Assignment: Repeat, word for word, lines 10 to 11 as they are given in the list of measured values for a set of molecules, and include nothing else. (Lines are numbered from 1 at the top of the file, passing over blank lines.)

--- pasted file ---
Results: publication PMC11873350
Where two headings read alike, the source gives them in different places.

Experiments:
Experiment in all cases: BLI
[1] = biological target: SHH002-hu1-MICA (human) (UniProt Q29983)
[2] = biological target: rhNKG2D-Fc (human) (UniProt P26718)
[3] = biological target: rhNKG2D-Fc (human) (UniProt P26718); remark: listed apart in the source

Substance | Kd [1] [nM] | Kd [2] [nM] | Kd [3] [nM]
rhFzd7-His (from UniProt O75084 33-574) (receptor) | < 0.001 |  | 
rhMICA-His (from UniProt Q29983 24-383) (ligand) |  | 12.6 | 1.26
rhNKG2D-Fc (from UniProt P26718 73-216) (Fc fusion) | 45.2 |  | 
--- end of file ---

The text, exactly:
rhMICA-His (from UniProt Q29983 24-383) (ligand) |  | 12.6 | 1.26
rhNKG2D-Fc (from UniProt P26718 73-216) (Fc fusion) | 45.2 |  | 